New research into food prices shows that unhealthy options are not always more affordable, although the relative cheapness of soft drinks, refined grains and starchy veg vs healthier alternatives means Americans “may have an economic incentive to consume a less healthful diet”.
The research by Jessica Todd, Ephraim Leibtag and Corttney Penberthy for the US Department of Agriculture (USDA) also highlighted “considerable geographic variation in the relative price of healthy foods” which the authors conclude “may contribute to geographic variation in diet and health outcomes”.
Using prices from USDA’s Quarterly Food-at-Home Price Database, the authors compared prices per 100g of the following foods:
- Packaged whole-grain products vs refined grain counterparts (whole grains were 23-60 percent more expensive)
- Dark green veg vs starchy veg/potatoes (dark green veg was 20-80 percent more expensive)
- Low-fat milk vs carbonated soft drinks (carbonated drinks were cheaper)
- Fruit juice vs non-carbonated, non-alcoholic caloric beverages/fruit drinks (still fruit drinks were cheaper)
- Orange veg (carrots, sweet potatoes) vs starchy veg (orange veg was the same price or cheaper)
- Whole fruits vs processed sweet snacks (fruit was 60-70 percent cheaper)
- Low-fat milk (skim and 1percent milk) with whole or 2 percent milk, (low-fat milk was 10-20 percent cheaper)
- Bottled water vs carbonated soft drinks (bottled water was 6-33 percent cheaper, except in New York)
They note: “The geographic variation in the relative price of the healthier option is large—ranging from 10 to 50 percent higher or lower than the price of the less healthy option - depending on the market area. These variations may have more of an effect on low-income households."
However, the price of some healthier foods had come down in relative terms, they added. “In recent years, the price of whole grains has declined relative to refined grains, which should make it easier for Americans to meet recommended intakes of whole grains.”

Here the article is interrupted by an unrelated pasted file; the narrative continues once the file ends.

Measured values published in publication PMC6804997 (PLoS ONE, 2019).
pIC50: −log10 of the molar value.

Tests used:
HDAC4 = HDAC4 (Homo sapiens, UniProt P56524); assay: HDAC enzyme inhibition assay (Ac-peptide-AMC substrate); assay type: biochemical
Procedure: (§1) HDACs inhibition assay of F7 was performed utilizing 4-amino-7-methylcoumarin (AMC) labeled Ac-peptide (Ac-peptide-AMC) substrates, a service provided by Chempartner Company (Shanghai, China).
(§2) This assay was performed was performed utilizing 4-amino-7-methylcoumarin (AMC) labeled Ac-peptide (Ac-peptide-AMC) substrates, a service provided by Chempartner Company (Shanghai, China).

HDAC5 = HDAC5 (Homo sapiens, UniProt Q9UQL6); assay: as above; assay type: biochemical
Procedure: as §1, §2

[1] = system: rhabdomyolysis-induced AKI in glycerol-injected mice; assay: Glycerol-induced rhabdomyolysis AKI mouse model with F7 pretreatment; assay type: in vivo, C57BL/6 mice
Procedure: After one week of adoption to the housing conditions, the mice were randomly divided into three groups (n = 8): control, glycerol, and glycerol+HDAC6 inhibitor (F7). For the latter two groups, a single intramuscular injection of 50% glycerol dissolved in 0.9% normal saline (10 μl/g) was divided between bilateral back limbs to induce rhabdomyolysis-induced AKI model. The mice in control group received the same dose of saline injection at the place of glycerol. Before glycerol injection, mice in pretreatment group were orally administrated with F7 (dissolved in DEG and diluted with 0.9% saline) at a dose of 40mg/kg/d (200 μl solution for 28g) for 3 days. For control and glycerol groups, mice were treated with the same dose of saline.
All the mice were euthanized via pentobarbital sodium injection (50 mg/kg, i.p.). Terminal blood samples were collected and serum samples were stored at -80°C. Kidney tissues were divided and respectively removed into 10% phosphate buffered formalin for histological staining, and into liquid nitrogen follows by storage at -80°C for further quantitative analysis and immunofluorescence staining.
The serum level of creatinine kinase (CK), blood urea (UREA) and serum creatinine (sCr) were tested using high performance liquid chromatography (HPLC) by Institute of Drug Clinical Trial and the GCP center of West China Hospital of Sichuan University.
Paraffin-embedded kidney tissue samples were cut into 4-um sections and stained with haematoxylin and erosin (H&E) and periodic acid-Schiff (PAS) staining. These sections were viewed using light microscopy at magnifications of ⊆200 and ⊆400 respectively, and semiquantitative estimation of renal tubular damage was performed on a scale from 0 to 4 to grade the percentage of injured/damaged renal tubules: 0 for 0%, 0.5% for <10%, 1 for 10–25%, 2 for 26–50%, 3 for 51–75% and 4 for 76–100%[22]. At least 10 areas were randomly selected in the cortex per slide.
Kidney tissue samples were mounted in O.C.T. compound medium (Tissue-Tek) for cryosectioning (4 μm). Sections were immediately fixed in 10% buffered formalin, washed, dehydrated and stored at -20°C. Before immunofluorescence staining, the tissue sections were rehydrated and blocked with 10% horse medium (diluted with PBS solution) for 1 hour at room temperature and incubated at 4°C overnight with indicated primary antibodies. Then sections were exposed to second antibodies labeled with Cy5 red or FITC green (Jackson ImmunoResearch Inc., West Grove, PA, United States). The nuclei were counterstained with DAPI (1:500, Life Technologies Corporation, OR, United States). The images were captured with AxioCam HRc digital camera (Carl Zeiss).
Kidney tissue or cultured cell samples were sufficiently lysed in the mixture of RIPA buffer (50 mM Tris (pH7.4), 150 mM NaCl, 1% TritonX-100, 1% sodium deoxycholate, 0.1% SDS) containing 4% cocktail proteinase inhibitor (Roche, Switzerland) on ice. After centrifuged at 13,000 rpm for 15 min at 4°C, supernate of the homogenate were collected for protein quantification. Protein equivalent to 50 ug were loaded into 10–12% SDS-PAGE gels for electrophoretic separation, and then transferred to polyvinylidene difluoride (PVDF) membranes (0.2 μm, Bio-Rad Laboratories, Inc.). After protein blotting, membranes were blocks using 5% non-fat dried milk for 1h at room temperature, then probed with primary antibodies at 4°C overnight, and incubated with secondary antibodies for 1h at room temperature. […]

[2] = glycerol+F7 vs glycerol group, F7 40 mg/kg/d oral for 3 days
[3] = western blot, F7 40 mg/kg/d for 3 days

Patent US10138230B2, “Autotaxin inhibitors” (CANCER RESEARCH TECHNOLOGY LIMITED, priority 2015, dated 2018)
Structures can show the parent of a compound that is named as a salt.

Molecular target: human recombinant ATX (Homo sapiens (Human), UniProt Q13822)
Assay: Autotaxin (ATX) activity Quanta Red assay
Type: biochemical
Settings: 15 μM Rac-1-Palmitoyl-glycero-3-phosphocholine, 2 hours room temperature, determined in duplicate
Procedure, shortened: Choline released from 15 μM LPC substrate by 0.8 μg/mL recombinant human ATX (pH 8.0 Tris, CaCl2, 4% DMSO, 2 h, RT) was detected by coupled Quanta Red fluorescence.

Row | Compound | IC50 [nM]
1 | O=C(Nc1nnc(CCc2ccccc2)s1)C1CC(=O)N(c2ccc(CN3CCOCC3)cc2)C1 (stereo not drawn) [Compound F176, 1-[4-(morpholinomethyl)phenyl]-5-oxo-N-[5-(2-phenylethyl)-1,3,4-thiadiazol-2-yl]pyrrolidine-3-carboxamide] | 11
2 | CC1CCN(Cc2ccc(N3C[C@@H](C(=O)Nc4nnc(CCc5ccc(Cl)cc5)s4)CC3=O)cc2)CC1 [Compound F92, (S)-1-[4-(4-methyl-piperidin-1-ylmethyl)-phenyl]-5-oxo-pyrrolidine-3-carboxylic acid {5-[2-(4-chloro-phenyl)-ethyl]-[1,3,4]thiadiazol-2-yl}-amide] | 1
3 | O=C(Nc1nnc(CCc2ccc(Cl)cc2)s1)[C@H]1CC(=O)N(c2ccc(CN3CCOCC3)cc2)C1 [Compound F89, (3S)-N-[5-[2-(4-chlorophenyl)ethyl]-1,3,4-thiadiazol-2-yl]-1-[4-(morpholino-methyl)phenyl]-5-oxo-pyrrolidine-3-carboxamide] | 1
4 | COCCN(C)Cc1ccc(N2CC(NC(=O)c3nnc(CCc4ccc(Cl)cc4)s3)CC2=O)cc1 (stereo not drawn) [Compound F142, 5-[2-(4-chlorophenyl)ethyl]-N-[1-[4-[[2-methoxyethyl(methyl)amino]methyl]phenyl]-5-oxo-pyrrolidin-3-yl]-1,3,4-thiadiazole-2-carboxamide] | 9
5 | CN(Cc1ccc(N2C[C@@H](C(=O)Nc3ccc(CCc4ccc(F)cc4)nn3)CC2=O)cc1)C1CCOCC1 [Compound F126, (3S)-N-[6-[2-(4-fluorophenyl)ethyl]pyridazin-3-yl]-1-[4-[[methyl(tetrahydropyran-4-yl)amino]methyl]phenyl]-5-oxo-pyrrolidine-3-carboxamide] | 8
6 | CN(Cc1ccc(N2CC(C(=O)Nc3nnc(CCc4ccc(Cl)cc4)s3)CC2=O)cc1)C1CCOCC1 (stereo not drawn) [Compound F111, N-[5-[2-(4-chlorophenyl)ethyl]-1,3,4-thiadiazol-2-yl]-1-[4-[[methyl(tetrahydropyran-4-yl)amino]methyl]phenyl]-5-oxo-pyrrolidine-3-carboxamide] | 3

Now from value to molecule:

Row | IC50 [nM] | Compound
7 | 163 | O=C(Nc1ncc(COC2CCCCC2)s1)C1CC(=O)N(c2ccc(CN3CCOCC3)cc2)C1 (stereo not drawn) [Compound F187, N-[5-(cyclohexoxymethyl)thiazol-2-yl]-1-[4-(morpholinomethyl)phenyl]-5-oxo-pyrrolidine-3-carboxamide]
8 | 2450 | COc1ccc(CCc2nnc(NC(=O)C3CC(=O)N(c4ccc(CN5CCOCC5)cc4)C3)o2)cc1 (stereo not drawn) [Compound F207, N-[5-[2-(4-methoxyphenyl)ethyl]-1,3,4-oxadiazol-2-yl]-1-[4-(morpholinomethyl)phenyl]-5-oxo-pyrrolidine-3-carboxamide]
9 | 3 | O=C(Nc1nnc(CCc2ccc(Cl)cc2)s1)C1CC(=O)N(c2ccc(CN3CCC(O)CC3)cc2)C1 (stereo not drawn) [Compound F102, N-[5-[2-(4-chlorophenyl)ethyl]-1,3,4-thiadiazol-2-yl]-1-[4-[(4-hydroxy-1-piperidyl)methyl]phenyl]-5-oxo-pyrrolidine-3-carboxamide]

Marion Nestle, professor in the department of nutrition, food studies and public health at New York University, said low prices coupled with hefty marketing budgets made sugary soft drinks very appealing, even if bottled water was generally cheaper.
“People like sweet drinks and soda companies spend billions every year to convince them that their products are what people should be drinking. Few people realize the calories in sodas or how many more calories they are taking in than they need.
“I live in New York, which apparently is the one area of the country where soft drinks are cheaper than bottled water, but I’ve seen soda promotions throughout the country where sodas are priced below water.”
She added: “Low-income people are constantly complaining that fresh produce is too expensive, which indeed it is. This is a matter of national policy, which supports the price of commodity crops (corn, soybeans, sugar beets) but ignores what USDA calls ‘specialty crops’.”
If we want Americans to follow national dietary guidelines, concluded Nestle, "we have to make it easier for them to do so, and that means price incentives.”
Low-cost, nutrient-poor, energy dense foods
Adam Drewnowski, director of the Center for Obesity Research at the University of Washington, Seattle, welcomed the research: “I am glad that they started looking at the cost of healthful foods relative to less healthy ones. Of course, cost is only one factor affecting food purchases, even though it has been understudied in the US.
“There are also such things as taste, convenience, variety and health.”
Drewnowski, who has conducted his own extensive research in this field, had a paper published in the American Journal of Clinical Nutrition last year, which concluded that grains and sugary food groups were cheaper than vegetables and fruit per calorie and were cheaper than fruit per serving.
“These price differentials may help to explain why low-cost, energy-dense foods that are nutrient poor are associated with lower education and incomes.”